A number of features in the landscape around the Galloway Hoard suggest that something unusual is happening with the early medieval church in this area. The Galloway Hoard’s findspot in Balmaghie is positioned in the middle of a distinct gap in the pre-12th century stone sculptural evidence. Positioned as it is between the Northumbrian sculptural style of the west and the Whithorn and Ardwall Island sculptural styles to the east, this may represent a frontier zone between different traditions. Instability in the church in this area perhaps led to a lack of stone sculpture. The presence of the hoard would appear to argue against this being caused by a lack of wealth. The church of Balmaghie is part of a parcel of four churches which are known to have belonged to Iona prior to around1170. When and how Iona acquired these churches is not apparent but may point to a difference in the ownership of this area of Galloway.

Figure 3: Map showing areas of different sculptural schools, churches which were owned by Iona in the 12th century, and cluster of -earrann place names © Orla Craig

Also adjacent to Balmaghie is a cluster of names containing -earrann which Gilbert Márkus has identified as relating to an unknown church (2020). These lands later belonged to Lincluden Collegiate Church, near Dumfries. However, as this is 24km away, it is likely these originally belonged to a since-lost church. One of these names is Blackerne, the site of the only Viking burial in Galloway not associated with a known ecclesiastical site. Could it be that church land was chosen for this burial as well?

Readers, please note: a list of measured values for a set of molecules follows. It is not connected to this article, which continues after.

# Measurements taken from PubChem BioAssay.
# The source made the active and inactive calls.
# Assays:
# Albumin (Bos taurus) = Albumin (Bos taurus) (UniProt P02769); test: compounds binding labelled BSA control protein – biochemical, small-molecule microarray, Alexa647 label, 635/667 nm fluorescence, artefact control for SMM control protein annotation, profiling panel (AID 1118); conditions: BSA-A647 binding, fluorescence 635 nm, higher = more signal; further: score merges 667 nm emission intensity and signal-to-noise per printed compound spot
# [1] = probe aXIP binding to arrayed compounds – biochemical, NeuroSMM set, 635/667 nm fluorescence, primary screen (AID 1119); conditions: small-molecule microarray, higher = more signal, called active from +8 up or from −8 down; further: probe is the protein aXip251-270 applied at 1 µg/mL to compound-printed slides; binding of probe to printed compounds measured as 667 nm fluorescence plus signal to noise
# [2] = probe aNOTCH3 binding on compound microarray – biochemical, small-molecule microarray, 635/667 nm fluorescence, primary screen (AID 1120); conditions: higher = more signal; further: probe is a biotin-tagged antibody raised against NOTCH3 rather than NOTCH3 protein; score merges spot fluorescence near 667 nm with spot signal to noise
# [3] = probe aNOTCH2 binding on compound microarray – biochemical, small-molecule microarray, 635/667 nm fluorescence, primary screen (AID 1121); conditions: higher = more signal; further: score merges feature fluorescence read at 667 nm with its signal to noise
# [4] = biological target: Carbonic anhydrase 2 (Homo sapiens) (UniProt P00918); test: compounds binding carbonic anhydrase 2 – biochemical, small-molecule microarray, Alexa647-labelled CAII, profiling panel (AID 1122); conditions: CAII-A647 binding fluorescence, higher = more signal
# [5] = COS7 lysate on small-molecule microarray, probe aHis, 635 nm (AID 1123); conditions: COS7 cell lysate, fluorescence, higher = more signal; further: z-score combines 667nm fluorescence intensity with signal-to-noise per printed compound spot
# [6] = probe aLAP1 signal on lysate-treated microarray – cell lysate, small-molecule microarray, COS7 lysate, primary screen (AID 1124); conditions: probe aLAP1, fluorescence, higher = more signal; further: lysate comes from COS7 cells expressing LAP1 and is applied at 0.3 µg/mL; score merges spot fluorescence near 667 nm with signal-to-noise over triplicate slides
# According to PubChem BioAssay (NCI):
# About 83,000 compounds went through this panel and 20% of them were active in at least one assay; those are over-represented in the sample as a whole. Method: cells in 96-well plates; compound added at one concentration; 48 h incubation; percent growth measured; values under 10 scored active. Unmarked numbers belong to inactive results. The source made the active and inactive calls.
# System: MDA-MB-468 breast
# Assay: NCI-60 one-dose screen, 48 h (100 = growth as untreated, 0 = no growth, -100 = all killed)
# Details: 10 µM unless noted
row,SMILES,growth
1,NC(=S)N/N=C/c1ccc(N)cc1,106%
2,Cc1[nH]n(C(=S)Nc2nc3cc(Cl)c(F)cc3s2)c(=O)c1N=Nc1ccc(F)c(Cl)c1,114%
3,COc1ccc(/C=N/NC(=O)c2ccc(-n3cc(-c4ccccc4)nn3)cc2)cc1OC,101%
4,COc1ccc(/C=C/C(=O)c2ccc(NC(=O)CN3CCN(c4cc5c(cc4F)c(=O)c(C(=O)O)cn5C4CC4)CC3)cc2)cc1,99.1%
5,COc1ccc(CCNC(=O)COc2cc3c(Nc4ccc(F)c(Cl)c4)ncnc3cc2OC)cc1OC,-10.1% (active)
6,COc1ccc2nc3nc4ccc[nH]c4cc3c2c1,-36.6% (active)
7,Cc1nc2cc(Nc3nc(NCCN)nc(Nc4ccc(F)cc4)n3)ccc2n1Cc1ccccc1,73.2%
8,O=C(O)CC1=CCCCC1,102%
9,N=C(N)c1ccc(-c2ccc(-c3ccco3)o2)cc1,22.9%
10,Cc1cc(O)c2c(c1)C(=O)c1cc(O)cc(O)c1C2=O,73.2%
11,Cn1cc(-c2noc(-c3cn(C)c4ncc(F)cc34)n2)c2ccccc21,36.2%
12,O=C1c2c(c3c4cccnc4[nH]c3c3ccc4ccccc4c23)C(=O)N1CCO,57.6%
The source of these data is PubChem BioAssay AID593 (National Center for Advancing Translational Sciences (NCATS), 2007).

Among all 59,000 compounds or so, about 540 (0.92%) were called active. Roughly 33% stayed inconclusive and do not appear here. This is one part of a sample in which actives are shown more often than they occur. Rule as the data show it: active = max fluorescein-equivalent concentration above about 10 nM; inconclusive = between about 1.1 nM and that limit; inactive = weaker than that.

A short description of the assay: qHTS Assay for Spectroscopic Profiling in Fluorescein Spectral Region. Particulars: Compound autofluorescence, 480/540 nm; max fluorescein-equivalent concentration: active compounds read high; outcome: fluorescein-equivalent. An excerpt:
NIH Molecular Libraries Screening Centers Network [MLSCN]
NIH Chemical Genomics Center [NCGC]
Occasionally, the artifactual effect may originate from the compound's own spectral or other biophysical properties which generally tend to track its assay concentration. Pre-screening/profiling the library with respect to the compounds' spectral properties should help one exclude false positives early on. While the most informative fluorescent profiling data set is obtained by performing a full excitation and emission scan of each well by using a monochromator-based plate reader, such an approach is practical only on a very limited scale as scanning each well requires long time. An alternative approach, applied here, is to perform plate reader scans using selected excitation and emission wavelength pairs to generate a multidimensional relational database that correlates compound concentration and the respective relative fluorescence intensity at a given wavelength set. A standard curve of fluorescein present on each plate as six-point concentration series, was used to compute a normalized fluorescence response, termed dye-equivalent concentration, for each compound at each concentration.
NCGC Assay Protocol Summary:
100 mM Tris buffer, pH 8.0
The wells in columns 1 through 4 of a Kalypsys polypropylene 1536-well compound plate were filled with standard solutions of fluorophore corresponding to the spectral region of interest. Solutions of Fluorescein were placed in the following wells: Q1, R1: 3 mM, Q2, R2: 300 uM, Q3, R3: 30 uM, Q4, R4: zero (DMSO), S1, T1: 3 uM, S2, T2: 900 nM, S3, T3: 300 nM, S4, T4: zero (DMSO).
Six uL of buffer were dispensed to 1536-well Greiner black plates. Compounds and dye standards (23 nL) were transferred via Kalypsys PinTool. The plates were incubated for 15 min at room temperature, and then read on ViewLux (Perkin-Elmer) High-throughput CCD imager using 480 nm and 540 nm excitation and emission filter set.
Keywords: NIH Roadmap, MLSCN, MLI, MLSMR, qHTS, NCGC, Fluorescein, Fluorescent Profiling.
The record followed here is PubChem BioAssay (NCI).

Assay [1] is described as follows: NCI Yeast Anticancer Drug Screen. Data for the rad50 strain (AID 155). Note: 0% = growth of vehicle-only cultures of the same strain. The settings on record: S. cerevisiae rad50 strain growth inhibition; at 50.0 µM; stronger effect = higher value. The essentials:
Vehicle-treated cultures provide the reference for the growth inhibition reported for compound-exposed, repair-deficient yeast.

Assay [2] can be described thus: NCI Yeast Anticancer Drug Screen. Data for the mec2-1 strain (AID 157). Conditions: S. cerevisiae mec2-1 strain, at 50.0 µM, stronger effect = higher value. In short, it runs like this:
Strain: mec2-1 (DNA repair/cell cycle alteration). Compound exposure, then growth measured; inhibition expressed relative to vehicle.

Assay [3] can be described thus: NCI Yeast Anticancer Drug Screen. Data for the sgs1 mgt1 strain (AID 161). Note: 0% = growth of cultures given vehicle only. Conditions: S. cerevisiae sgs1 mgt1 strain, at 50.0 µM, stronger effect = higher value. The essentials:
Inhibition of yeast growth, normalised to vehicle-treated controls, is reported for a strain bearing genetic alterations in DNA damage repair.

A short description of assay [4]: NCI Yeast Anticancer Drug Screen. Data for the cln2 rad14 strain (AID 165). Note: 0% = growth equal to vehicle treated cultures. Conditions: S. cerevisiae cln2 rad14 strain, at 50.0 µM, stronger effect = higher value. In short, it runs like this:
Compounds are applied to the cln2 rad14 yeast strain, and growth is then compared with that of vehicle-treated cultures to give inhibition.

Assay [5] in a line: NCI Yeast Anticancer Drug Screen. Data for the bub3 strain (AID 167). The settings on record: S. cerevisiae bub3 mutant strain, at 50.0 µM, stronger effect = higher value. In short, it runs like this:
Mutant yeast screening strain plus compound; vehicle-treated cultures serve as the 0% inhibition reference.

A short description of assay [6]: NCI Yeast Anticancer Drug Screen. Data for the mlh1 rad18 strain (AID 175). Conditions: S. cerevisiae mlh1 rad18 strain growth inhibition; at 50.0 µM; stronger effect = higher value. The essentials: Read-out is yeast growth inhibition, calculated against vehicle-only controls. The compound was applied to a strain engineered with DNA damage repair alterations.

Future research

The ecclesiastical landscape is just one aspect of my research into the landscape of the Galloway Hoard. My project will also consider the evidence for routeways through the landscape, the lordship of Galloway and how its creation and division may reveal earlier land patterns, and how the things happening in Galloway over this period fit in to the wider trends in the Irish Sea Region. What is becoming clear is that the makeup of the Galloway Hoard is somewhat reflective of the landscape into which it was deposited: varied influences and cultures intermingled, with clear interaction and negotiation between different groups over these centuries. I hope that, as my project progresses, I will be able to say more about the Galloway Hoard’s place within Balmaghie, within Galloway, and within the Irish Sea.

Figure 4: Threave Castle. Located south of Balmaghie on the River Dee, this site may have been settled from the 7th century on © Orla Craig


My sincere thanks goes out to ScARF for supporting my attendance at the 19th Viking Congress in June 2022. This gave me the opportunity to disseminate my research to an international audience and highlight ongoing research into the Viking Age in southwest Scotland. I look forward to having more opportunities to share the outcomes of my research as I reach the end of my project.


Craig, D. 1992 The distribution of pre-Norman sculpture in South-West Scotland: provenance, ornament and regional groups. PhD thesis, University of Durham.

Goldberg, M. and Davis, M. 2021 The Galloway Hoard: Viking-age Treasure. Edinburgh: National Museums Scotland.

Márkus, G. 2020 Why do earrann-names form clusters? [online]. Place-Names of the Galloway Glens Project Blog. Available from: [Accessed 17 May 2022].

Oram, R.D. 2000 The Lordship of Galloway. Edinburgh: John Donald.